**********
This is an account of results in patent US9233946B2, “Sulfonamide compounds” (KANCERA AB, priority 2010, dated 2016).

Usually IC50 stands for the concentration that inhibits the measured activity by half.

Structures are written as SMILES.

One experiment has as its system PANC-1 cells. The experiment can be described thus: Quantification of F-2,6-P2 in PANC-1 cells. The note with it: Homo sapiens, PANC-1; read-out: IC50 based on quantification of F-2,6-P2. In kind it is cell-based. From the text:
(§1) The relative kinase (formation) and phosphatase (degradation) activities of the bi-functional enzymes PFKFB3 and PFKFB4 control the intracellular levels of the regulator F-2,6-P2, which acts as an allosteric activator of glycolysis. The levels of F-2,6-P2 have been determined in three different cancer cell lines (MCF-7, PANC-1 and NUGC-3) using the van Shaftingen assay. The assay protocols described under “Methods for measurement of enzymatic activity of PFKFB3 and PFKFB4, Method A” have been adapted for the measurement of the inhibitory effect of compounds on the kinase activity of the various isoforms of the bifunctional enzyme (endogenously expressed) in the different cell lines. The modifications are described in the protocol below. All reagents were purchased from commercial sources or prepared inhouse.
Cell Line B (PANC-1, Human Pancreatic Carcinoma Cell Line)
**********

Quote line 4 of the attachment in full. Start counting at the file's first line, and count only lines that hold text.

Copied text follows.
One experiment has as its system PANC-1 cells. The experiment can be described thus: Quantification of F-2,6-P2 in PANC-1 cells. The note with it: Homo sapiens, PANC-1; read-out: IC50 based on quantification of F-2,6-P2. In kind it is cell-based. From the text: